News & Events


July 9, 2014

TCU-BASICS Project Meetings on-site and at IWRI

IMG_0012Two ambitious drug and alcohol studies were launched this spring by the Center for Indigenous Health Research, part of the IWRI-NCE, in partnership with tribal colleges and the UW’s Alcohol and Drug Abuse Institute and the Center for the Study of Health and Risk Behaviors. One, the Tribal Colleges and Universities Behavioral Health Adaptation of an Evidence-Based Intervention (TCU-BASICS),* proposes to create a specific cultural modification of the BASICS intervention which has not yet been tested or modified with American Indian and Alaska Native students. The second study is the TCU Alcohol, Drugs and Mental Health Epidemiologic Behavioral Wellness Study (TCU ADME).**

From April through June 2014, IWRI personnel from the Tribal Colleges and Universities Behavioral Health Adaptation of an Evidence-Based Intervention (TCU-BASICS) research project visited four tribal colleges and visits are planned for two more site visits in July. In addition, on June 16 sixteen Presidents and key administrative personnel from eight TCUs gathered at IWRI for an all-day orientation and discussion of the BASICS study. Principal Investigator Bonnie Duran offered an overview of the study, and addressed topics such as “Study Benefits for TCU Communities,” “Cultural Adaptation of Behavioral Health Interventions,” and “Policy Intervention. Together with co-investigators Dennis Donovan, UW Alcohol and Drug Abuse Institute; Mary Larimer, UW Centers for the Study of Health and Risk Behaviors; Myra Parker, IWRI; Maya Magarati, IWRI; and Billie Jo Kipp, American Indian Higher Education Consortium Research Committee, Duran presented a demonstration of the BASICS intervention, and addressed recruitment strategies and implementation details. The feedback from participants was invaluable and the discussions were animated, especially when TCU personnel detailed unique-to-Indian Country environmental factors that will affect how the study will be adapted and implemented in TCU.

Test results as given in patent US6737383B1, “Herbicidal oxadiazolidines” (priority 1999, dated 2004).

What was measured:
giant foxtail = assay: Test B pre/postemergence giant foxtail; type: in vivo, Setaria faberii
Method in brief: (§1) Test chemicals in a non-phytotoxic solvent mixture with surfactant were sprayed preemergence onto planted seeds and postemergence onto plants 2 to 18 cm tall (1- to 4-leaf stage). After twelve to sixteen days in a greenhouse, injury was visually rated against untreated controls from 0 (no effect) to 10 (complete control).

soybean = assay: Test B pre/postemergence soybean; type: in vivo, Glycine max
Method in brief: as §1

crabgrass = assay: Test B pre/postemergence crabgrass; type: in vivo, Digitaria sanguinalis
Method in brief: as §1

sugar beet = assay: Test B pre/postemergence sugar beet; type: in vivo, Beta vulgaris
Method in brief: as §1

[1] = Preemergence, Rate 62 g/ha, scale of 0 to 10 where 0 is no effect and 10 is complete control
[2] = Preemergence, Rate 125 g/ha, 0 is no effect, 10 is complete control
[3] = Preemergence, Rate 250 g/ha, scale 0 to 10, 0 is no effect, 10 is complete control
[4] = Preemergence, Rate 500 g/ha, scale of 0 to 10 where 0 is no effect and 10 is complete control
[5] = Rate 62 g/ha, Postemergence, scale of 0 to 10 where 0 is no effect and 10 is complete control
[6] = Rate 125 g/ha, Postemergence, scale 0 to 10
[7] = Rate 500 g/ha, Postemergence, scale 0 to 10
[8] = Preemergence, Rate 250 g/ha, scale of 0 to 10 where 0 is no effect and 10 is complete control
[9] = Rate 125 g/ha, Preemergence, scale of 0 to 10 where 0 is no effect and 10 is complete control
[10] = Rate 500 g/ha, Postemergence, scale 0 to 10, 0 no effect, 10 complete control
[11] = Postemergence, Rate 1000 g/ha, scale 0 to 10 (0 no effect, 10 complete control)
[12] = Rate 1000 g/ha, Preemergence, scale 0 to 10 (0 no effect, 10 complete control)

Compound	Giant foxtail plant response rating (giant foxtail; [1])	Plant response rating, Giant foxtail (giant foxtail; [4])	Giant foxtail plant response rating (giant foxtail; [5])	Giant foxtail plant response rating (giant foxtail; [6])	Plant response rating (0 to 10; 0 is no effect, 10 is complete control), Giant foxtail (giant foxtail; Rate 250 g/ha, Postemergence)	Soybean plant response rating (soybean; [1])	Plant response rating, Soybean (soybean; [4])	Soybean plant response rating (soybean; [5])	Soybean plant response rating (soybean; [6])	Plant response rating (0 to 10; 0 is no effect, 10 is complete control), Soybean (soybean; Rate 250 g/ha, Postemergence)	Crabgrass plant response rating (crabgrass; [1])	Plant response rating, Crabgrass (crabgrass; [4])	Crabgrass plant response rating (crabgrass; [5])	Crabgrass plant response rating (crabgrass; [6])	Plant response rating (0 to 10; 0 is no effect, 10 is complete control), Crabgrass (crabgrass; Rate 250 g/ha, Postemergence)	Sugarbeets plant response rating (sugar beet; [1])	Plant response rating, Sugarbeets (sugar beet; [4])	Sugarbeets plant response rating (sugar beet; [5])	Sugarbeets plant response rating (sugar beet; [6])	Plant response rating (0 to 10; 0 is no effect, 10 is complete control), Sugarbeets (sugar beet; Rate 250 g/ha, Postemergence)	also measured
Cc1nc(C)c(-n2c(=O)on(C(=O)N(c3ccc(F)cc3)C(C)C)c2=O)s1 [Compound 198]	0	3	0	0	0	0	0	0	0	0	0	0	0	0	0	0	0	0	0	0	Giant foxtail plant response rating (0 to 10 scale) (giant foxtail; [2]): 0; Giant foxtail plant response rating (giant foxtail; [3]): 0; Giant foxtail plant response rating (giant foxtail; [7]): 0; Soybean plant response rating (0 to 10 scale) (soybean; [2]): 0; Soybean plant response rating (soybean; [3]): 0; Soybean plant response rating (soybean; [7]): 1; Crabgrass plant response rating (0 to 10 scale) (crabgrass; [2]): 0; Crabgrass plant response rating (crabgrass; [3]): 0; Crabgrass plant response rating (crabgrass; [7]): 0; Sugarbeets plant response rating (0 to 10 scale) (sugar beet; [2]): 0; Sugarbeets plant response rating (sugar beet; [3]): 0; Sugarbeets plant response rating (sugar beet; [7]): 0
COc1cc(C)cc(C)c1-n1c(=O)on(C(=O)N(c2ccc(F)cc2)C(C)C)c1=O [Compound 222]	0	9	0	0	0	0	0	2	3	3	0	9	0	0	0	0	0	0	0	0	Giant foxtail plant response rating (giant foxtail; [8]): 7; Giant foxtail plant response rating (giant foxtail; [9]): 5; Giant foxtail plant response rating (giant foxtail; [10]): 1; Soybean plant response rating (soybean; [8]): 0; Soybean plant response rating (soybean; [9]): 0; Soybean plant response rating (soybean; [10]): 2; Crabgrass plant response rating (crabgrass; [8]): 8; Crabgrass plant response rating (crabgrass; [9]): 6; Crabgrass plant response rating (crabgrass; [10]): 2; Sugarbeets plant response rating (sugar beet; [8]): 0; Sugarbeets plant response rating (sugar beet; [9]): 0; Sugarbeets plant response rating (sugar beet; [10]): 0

The TCU-BASICS study is being conducted in tandem with the TCU-ADME. This will be the first-ever survey conducted at 24 (out of 37) TCU that measures the prevalence of alcohol, drugs and mental health issues among students. It delves into and introduces Native-specific factors such as historical trauma and environmental colonialism that are often ignored or missing in mainstream surveys. The TCU-ADME study will be launched in the 2014-2015 fall academic term and will serve as the baseline for the TCU-BASICS study. Out of the 24 TCU participating in the survey, six TCU will be BASICS intervention sites; the small number of intervention sites is reflective of federal funding limitations. However, the manual that the research team will generate from the Native-specific adaptation of BASICS holds the promise of becoming an invaluable tool applicable to all TCU.

The inclusion of Native-specific factors in the survey, as well as cultural adaptations for the intervention requires a high degree of collaborative community-based participatory research. The intentional person-to-person contacts established over the past four years provide an increasing level of trust and respect that promotes free exchange of suggestions and helpful criticisms. IWRI personnel visits to TCU provide an environmental context that would otherwise not be gained. Partnering TCU visits to IWRI gives them the confidence about IWRI’s capacity and sincerity. The lengthy time it has taken to develop partnerships and relationships is proving crucial to the successful launching of these two studies.DSC_0193


*Tribal Colleges and Universities Behavioral Health Adaptation of an Evidence-Based Intervention (TCU-BASICS) is funded by National Institute of Alcohol Abuse and Alcoholism Award #R01-AA022068.
**TCU Alcohol, Drugs and Mental Health Epidemiological Behavioral Wellness Study (TCU ADME) is funded through the National Institute of Minority Health and Health Disparities Award #P60-MD006909.